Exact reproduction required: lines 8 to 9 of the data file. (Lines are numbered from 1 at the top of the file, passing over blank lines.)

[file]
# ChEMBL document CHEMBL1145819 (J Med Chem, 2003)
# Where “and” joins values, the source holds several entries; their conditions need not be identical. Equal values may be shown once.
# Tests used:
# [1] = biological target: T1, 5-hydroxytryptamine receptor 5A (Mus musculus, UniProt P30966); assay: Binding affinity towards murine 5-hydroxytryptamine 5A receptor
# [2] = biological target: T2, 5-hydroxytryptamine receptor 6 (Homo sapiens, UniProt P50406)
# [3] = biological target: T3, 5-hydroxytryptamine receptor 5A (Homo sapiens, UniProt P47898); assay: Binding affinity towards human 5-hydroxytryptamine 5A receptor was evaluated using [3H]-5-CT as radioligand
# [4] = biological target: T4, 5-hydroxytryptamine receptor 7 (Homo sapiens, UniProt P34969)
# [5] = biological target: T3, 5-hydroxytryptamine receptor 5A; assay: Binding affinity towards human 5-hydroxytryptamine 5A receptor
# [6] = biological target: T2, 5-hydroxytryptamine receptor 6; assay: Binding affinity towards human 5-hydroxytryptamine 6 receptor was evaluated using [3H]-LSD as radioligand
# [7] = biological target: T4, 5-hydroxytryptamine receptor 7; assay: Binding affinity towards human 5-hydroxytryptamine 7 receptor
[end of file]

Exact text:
# [5] = biological target: T3, 5-hydroxytryptamine receptor 5A; assay: Binding affinity towards human 5-hydroxytryptamine 5A receptor
# [6] = biological target: T2, 5-hydroxytryptamine receptor 6; assay: Binding affinity towards human 5-hydroxytryptamine 6 receptor was evaluated using [3H]-LSD as radioligand